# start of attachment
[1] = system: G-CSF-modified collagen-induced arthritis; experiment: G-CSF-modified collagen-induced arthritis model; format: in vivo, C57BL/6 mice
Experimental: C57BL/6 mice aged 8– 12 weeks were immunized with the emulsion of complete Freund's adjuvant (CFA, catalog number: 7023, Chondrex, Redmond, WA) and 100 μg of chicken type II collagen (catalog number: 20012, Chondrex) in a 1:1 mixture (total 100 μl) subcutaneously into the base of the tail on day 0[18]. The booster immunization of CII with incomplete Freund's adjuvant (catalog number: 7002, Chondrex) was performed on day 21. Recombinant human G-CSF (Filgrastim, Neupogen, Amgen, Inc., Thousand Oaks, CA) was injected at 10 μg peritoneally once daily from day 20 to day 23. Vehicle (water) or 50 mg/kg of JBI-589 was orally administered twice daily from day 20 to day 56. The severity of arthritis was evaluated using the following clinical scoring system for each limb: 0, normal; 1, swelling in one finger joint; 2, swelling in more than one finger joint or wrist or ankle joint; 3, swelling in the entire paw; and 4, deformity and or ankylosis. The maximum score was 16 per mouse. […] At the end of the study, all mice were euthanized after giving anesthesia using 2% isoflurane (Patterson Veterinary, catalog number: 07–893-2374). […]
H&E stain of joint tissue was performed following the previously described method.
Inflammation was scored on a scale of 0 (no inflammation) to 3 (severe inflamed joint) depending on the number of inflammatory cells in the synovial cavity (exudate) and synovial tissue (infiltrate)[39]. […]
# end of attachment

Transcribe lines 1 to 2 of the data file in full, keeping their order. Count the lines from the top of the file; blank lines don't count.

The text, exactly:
[1] = system: G-CSF-modified collagen-induced arthritis; experiment: G-CSF-modified collagen-induced arthritis model; format: in vivo, C57BL/6 mice
Experimental: C57BL/6 mice aged 8– 12 weeks were immunized with the emulsion of complete Freund's adjuvant (CFA, catalog number: 7023, Chondrex, Redmond, WA) and 100 μg of chicken type II collagen (catalog number: 20012, Chondrex) in a 1:1 mixture (total 100 μl) subcutaneously into the base of the tail on day 0[18]. The booster immunization of CII with incomplete Freund's adjuvant (catalog number: 7002, Chondrex) was performed on day 21. Recombinant human G-CSF (Filgrastim, Neupogen, Amgen, Inc., Thousand Oaks, CA) was injected at 10 μg peritoneally once daily from day 20 to day 23. Vehicle (water) or 50 mg/kg of JBI-589 was orally administered twice daily from day 20 to day 56. The severity of arthritis was evaluated using the following clinical scoring system for each limb: 0, normal; 1, swelling in one finger joint; 2, swelling in more than one finger joint or wrist or ankle joint; 3, swelling in the entire paw; and 4, deformity and or ankylosis. The maximum score was 16 per mouse. […] At the end of the study, all mice were euthanized after giving anesthesia using 2% isoflurane (Patterson Veterinary, catalog number: 07–893-2374). […]